McConnell Center lecture series asks: is America too big?

By on October 17, 2014

On Tuesday evening, people gathered in the Chao Auditorium to hear Donald Livingston, a philosophy professor at Emory University in Atlanta., speak on the issue of whether or not America is too big.

“If America is an Empire, then it cannot be considered too big because empires are supposed to be big, but if America is a republic, there has to be a limit to size,” said Livingston after raising a question on the proper way to describe America.

“A republican tradition has three essential features: a republican government is a government in which the people make decisions based on the laws they live on, the people cannot just make any law; that would be a democracy, and a republic has to be small.”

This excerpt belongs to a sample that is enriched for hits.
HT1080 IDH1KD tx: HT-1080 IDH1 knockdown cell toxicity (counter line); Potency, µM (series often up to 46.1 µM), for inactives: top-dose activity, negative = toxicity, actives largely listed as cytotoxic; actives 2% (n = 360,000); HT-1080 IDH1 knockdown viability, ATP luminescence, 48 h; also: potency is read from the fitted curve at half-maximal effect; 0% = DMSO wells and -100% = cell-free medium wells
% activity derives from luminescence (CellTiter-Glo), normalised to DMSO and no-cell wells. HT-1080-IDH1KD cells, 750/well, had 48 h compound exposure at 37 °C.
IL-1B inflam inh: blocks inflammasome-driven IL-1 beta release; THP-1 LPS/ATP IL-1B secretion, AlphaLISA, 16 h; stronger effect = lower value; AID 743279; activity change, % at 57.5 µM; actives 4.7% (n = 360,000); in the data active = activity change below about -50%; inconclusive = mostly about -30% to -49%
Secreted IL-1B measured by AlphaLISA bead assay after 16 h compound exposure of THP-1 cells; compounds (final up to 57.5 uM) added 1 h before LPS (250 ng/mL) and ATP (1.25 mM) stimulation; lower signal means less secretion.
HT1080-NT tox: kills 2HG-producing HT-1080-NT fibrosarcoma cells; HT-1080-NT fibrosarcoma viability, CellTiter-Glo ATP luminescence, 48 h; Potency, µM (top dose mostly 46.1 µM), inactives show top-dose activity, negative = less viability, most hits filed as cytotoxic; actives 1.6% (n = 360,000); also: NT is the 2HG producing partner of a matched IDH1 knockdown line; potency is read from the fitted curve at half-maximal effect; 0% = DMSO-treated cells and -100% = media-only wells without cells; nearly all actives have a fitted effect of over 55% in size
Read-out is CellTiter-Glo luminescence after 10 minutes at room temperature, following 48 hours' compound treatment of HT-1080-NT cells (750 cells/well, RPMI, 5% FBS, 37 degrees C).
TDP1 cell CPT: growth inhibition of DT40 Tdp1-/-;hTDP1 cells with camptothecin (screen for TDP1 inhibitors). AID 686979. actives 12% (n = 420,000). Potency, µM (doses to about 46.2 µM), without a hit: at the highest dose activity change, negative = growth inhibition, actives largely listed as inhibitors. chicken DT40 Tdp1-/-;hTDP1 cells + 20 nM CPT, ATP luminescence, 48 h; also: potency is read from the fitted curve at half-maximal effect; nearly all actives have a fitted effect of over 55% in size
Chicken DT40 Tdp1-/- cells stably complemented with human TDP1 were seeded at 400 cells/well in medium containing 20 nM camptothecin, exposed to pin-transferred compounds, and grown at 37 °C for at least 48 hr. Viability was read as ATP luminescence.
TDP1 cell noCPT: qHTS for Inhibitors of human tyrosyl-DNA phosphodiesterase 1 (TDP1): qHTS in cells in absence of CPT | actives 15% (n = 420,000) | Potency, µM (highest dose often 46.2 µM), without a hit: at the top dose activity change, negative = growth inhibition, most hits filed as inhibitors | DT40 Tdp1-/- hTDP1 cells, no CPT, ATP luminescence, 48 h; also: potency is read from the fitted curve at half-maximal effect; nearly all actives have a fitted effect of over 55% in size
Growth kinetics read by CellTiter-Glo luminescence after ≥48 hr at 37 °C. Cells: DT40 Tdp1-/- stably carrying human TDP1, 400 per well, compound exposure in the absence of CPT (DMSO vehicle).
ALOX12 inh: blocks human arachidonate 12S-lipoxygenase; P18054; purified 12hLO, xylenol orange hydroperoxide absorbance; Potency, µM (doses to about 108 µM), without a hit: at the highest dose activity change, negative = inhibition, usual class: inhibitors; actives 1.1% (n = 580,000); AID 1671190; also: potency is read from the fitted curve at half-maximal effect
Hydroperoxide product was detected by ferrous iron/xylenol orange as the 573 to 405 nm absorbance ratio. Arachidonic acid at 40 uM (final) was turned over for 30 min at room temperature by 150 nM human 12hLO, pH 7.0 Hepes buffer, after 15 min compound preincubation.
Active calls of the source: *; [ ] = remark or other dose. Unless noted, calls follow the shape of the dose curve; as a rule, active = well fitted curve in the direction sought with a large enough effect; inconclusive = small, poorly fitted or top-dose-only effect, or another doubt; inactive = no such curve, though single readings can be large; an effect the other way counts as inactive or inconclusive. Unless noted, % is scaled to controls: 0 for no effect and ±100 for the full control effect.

Dr. Livingston tracked history all the way back to when America was beginning to “outgrow” the republic stage stating, “Jefferson upset it (the republican tradition) with the Louisiana purchase, doubling the size of America.”

“America has grown to the point that effective democracy has become very difficult. The values that we hold in Kentucky are so different from the values and needs of those in California,” said Jason Jewell, a sophomore McConnell Scholar. “Some would argue that is not a problem if we want to be an empire, but to be a democracy or republic we either need a smaller nation, or more representatives.”

The event is a part of the McConnell Center fall lecture series, ‘Debating America’.

Photo courtesy McConnell Center / University of Louisville

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